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09 décembre 2007

Bringing to the table

The world can Rokku mi rokka with Youssou N'Dour

African superstar Youssou N'Dour's new album is called Rokku mi rokka - Wolof for "Give and take" - but that's not what Youssou had in mind when he told off Sir Bob Geldof before appearing at London's Live 8 concert back in 2005.

There was a distinct lack of African musicians at all the Live 8 concerts - so called since they were held in G8 nations to raise awareness of Third World debt - but Youssou was the only African to perform in London.

So, at the last minute, Peter Gabriel organized a simultaneous concert in Johannesburg hosted by N'Dour.

"The Live 8 concerts directly affected Africans, so we should also have been included," N'Dour told Hour this week. "I discussed it with Geldof and the [other] organizers so that this will not happen again."

African musicians are used to being treated as a mere afterthought by the West. Like Angélique Kidjo once told me about her chastising a journalist from the French daily newspaper Libération: "[That journalist's] fantasy of African women has taken a huge toll on my career. I do not want to be seen as a colonized person."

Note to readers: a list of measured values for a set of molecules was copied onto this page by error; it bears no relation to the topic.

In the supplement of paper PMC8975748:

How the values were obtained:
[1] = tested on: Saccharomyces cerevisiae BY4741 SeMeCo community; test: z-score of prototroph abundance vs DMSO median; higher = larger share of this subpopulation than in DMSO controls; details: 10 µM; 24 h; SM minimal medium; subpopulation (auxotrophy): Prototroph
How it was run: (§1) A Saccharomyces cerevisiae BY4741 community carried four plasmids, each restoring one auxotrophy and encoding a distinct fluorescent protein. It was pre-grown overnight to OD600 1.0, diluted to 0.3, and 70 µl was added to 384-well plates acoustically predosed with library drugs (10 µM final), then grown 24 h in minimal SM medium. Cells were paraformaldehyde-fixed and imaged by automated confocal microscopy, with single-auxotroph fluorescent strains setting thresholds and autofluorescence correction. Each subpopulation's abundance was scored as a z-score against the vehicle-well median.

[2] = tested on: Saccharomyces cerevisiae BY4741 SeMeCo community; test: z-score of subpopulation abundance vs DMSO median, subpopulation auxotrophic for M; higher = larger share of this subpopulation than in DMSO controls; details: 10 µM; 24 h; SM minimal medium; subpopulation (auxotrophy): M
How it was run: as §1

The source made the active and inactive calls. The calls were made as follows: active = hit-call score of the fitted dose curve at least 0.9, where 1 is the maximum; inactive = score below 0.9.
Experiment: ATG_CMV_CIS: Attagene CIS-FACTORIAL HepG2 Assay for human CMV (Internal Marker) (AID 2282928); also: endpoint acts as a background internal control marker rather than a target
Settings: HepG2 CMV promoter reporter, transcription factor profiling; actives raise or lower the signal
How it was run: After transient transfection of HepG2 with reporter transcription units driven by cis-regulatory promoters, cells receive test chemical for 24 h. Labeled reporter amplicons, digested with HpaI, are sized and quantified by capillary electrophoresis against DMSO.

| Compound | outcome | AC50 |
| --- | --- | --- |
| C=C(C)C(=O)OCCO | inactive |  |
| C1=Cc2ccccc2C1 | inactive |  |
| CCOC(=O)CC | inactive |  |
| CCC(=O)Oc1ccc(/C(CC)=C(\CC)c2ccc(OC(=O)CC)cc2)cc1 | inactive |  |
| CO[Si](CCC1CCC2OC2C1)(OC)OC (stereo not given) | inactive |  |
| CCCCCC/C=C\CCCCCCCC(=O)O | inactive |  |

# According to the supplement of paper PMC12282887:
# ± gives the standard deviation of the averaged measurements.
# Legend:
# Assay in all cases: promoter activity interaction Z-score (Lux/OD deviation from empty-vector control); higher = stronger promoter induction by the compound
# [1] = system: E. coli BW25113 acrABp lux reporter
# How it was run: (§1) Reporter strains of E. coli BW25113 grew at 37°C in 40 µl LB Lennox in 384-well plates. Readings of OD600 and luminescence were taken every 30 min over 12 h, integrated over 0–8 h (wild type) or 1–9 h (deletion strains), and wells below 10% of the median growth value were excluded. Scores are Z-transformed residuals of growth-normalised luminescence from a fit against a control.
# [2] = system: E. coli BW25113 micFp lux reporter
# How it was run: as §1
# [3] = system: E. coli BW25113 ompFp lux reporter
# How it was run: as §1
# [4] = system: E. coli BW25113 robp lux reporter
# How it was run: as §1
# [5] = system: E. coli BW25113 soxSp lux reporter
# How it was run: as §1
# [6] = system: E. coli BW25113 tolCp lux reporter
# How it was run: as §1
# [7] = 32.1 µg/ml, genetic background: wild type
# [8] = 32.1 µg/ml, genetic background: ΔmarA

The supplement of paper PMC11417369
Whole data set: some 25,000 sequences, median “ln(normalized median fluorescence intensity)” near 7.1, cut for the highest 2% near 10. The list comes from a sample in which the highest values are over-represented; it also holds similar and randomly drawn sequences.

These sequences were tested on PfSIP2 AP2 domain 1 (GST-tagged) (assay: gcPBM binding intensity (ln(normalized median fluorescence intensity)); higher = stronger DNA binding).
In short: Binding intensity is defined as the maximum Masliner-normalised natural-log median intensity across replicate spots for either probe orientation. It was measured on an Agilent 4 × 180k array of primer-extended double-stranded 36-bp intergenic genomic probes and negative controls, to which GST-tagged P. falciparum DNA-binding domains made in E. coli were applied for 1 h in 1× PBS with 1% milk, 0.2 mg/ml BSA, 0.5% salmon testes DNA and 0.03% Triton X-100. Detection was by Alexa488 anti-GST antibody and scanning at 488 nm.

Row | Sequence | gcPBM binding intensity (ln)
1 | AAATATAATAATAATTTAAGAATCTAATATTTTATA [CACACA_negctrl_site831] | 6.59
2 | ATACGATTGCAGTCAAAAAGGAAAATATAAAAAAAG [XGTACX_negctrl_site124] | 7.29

N'Dour agrees. "It is true that African audiences want to listen to modern instruments and the rest of the world wishes to listen to Africans play traditional instruments. It's a contradiction. But Westerners have a certain ideal of what they want Africans to be. So I have different versions of thesame songs."

In other words, there is an African version and one for the rest of the world. Which is why N'Dour's new album is called Rokku mi rokka. "We have received a lot from the developed world. But remember that we brought a lot too."

Youssou N'Dour and Le Super Etoile de Dakar
At the Théâtre Olympia (1004 Ste-Catherine E.), Dec. 11

Bugs Burnett

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